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Moosa Creek Blog

Cut Flowers

Creekside Chat

 Native Southern California plants aren’t usually the first plants that come to mind when thinking about cut flowers. However there are many annuals and perennials that will make a beautiful cutting garden, and save water as well.

Canyon Snow Iris looks like a hot-house flower, with its white petals dabbed with bright yellow.  Yellow Iris has a buttery color and Douglas Iris has lavender-blue petals highlighted with navy and white. Native irises have an extended bloom time and their strappy leaves stay green through the warm season.

A short-lived but spectacular cut flower is the Matilija Poppy, which can be 6” across. Papery white petals surround a bright yellow center and give this fragrant plant the nickname of Fried Egg Plant. Matilija can grow to 6’ x 8’ or more, so give it pride of place on an embankment or behind shorter plantings in well-drained soil.

Firecracker Penstemon, as you can imagine, has tall stalks of red tubular flowers that the bees and hummingbirds adore. This plant can take the heat with a monthly sprinkling of water in summer, so will nicely fit into succulent gardens. The same goes for the pinker blooms of Rosy Desert Beardtongue, which has a great name. California Fuchsia also has red tubular flowers but on softly arching stems. So does the Boca Rosa Island Snapdragon, which is a sturdy, tough plant that can withstand most soils as well as salt spray. Cuttings from either would give softness and dimension to a lovely arrangement.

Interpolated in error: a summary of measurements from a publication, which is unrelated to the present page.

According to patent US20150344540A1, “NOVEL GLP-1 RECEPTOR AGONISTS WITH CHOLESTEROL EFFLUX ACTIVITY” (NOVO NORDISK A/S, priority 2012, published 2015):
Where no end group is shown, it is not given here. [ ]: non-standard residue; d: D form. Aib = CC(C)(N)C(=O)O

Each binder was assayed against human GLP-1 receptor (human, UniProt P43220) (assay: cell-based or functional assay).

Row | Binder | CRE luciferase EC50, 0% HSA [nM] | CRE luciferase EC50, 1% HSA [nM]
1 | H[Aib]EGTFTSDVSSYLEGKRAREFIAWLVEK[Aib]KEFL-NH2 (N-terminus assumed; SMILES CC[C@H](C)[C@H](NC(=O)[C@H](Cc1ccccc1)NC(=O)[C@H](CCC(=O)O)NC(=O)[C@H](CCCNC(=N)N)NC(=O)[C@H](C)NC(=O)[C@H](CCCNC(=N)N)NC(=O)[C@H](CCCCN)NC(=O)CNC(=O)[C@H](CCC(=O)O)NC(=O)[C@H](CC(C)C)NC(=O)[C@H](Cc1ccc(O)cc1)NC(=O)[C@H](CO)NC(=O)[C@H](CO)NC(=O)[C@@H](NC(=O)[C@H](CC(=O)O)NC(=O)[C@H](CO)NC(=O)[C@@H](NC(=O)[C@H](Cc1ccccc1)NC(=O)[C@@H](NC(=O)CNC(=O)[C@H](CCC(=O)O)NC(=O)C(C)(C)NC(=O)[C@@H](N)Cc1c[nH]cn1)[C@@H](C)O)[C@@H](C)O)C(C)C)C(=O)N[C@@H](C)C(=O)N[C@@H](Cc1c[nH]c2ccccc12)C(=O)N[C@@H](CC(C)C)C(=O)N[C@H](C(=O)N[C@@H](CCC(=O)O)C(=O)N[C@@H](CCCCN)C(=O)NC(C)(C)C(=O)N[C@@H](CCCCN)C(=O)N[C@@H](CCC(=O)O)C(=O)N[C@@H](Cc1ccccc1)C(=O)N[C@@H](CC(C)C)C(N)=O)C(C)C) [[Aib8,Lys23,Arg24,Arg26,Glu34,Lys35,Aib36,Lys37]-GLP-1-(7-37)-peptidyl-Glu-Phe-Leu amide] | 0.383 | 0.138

An unusual flower is the cup-shaped coral-colored bloom of Louis Hamilton Apricot Mallow. Its green-grey foliage makes a color contrast in an arrangement. Apple Blossom, Island Pink, and Paprika Yarrow are long-lasting fresh and dried cut flowers.

Daisies are the happiest flowers, and the bright yellow petals and dark centers of El Dorado Coast Sunflower are sheer joy to see. This plant blooms for months, and the flowers last in arrangements. These tall stems of sunshine wave gently in the breeze, covered with bees and butterflies, and bring movement to your landscape. Give them some supplemental water to keep them in bloom, and bring that sunshine inside as well. 

Photo credit: Teresa Everett

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